Soul Calibur 2 - GameCube Review

September 24th, 2003

How do you improve upon perfection? In Soul Calibur 2's case, they didn't. The graphics are spruced up a bit, there's some new songs, some new characters, some new moves and that's about it. Is that enough? In my opinion, it is. But, of course, I feeL the need to go into detail.

Let's start with the graphics, shall we? Why? Cuz that's where all of the reviews for the Dreamcast Soul Calibur started. Because that game, on a now arguably "obsolete" system is still one of the better looking games out there. The graphics were revolutionary at the time. The home console version was markedly better than the arcade version. This latest sequel on superior hardware does not look markedly better than the DC version. I'm sure the characters and stages are comprised of way more polygons, but that just speaks to the incredible artistry and technical wizardry of the DC version. The characters all look a bit better, as do the stages. The animation has been fine tuned. But, incredibly, there are still faults to be had. Fairly obvious ones. Like clipping. The characters' clothing and hair sometimes jut through in places they shouldn't. This is most noticeable with Astaroth and Voldo. During some of Astaroth's winning animations, you can see his axe "sinking" into his hands. Likewise, during Voldo's winning animations, his blades "sink" into the ground. Also, if Link throws a bomb outside the ring it doesn't fall, it rolls on nothingness. When characters get knocked out near the edge of the ring but aren't ringed out, their bodies behave in odd ways. Sometimes they judder, sometimes they slowly slip off the edge in a wholly unrealistic fashion, never do their limbs drape over the edge or behave in a convincing manner. Fairly minor quibbles, but when you're making the sequel to one of the most revered fighting games ever, even minor things matter.

In no way did Namco screw up the most important part of any fighting game experience: the fighting. All the old characters have been tweaked to address any balance issues from the last game and the new additions to the cast (save one who I'll get to soon) mesh well with the familiar faces.I can't speak for Heihachi or Spawn, but Link feels like a natural addition to the line up. He looks and moves like Link, and has most of his best moves and weapons. Link made the purchase worth IMHO. But Necrid just plain sucks. He looks lame (and really sort of dull and plain), he's horrendously cheap and I hate him so, so much. He has access to almost every weapon in the game and all the cheap moves associated with them. Grr.... Speaking of grr... there are a few moves in this game with hit radiuses that are too wide. The game has three basic attacks; vertical, horizontal and kick. The kick are quick, the horizontal good for tagging sidesteppers and vertical is good for knocking back the opponent. But there are a few too many vertical attacks that connect with enemies that have clearly dodged them. Still, this is still the best weapons based fighting game out there and arguably the best fighting game period.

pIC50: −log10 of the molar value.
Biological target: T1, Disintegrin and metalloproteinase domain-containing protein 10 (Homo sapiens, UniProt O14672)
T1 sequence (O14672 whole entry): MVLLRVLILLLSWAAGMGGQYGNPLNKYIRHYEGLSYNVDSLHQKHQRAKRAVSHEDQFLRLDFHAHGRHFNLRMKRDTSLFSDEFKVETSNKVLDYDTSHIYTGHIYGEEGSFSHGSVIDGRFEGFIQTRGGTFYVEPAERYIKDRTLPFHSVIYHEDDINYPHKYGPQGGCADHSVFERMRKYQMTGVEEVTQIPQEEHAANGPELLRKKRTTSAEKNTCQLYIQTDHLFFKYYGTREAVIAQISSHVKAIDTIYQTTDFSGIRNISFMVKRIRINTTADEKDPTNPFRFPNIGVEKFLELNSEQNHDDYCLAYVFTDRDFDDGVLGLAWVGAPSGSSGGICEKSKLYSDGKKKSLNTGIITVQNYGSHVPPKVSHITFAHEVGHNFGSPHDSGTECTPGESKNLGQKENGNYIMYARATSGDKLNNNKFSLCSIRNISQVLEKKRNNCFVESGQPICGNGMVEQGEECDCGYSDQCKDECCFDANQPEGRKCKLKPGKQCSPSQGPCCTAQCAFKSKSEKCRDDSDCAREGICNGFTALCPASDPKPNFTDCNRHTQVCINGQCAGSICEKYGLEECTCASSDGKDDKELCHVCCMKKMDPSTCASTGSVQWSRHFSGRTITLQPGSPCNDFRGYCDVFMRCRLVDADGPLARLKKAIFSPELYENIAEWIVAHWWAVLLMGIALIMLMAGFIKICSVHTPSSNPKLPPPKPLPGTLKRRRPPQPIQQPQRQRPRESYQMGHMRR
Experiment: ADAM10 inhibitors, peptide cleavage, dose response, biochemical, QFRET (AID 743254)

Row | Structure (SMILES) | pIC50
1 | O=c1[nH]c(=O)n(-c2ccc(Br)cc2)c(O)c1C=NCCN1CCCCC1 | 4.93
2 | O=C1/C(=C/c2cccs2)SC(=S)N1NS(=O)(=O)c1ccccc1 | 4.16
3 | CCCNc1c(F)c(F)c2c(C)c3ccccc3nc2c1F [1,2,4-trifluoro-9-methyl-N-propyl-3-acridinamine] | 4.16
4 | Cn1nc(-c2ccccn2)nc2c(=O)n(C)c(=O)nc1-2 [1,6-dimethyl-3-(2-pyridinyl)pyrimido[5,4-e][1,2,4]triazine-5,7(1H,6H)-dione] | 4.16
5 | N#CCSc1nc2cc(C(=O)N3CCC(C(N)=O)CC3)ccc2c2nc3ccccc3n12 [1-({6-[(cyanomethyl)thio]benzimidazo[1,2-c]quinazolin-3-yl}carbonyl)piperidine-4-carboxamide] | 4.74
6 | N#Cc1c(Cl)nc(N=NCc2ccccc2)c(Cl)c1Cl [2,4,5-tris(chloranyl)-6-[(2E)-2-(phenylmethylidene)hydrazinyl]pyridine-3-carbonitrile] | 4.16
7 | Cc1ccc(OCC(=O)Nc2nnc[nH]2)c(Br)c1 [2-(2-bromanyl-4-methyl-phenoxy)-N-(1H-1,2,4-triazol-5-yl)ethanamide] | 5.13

The other game vying for that title is Virtua Fighter 4 (let's leave the 2-d brawlers out of this particular argument). They are both very deep fighters. There is one vital difference: VF 4 gives you a guide to its depths. VF4's training mode is the best in the business, bar none. It walks you through everything. It teaches you techniques and them tests them. More importantly, defense is stressed just as much as offense. SC2's training mode is offensive by comparison. To make matters even worse, SC2's training mode is worse than that of it's predecessors. The Dreamcast edition gave you a demonstration of every move in the moves list complete with a key guide showing you the exact timing. And some of these moves are nearly frame specific. SC2 doesn't have that. WTF? How are you supposed to figure out the timing if they don't give you an example. Spending hours trying to get a handle on the more obscure moves is not my idea of fun. Neither is having to pause the game and select the moves list every time I want to try a new move. Even Dead or Alive on the Saturn had a better training mode than this game. That's three generations ago. That's just laziness on Namco's part.

Here's me being lazy: the sound in this game is very good. I've always preferred Soul Calibur's sweeping and stirring orchestral score to the more techno-ish leaning of most of it's competitors. The cries and clangs of the combatants and their weapons remain largely unchanged.

Like the DC game before it, SC2 has a Weapons Master mode. Which is sort of like a story mode. You wander the world like Kane from Kung Fu, getting into various fights featuring a variety of rules and conditions. Sometimes you only have half a life bar, or the ground is explosive or covered in fire or ringed with lava. A nice way to add spice to the fights and add longevity to the title. Plus these fights earn you money and unlock all sorts of goodies. In addition, the arcade version has a nice little addition: for every character, the next to last battle has a little in game cinematic that precedes it that adds a little to the story. A nice little touch. I just wish the game had more like it.

That's my main problem with this game. It's been years since the last game, but not that much has been added or improved. This is especially distressing considering how much other fighting franchises have evolved in the same span of time. But still, these are all small problems in an otherwise great game. Just because they didn't add much doesn't make this a bad game. A good cut of meat doesn't ned sauce to taste good. But I sure do like a tasty sauce.

- Tyler